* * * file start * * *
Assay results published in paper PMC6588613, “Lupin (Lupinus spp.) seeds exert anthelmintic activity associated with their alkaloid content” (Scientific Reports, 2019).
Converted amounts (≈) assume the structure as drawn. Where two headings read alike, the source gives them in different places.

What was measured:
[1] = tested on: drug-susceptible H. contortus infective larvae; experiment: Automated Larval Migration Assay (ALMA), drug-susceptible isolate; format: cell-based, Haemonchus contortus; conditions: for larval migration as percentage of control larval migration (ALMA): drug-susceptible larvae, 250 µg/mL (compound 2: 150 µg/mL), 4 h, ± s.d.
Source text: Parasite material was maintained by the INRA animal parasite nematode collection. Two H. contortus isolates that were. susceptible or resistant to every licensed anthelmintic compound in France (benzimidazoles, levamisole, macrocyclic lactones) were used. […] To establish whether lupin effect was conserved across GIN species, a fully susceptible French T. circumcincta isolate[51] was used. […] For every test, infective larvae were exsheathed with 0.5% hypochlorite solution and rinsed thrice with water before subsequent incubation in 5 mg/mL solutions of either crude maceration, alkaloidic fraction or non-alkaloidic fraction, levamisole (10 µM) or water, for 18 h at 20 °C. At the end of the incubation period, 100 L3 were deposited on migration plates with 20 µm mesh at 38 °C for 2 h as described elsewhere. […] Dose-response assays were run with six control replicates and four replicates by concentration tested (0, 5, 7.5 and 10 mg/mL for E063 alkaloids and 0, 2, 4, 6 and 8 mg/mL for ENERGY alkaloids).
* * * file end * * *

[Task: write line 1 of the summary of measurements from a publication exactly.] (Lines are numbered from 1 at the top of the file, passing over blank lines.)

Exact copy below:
Assay results published in paper PMC6588613, “Lupin (Lupinus spp.) seeds exert anthelmintic activity associated with their alkaloid content” (Scientific Reports, 2019).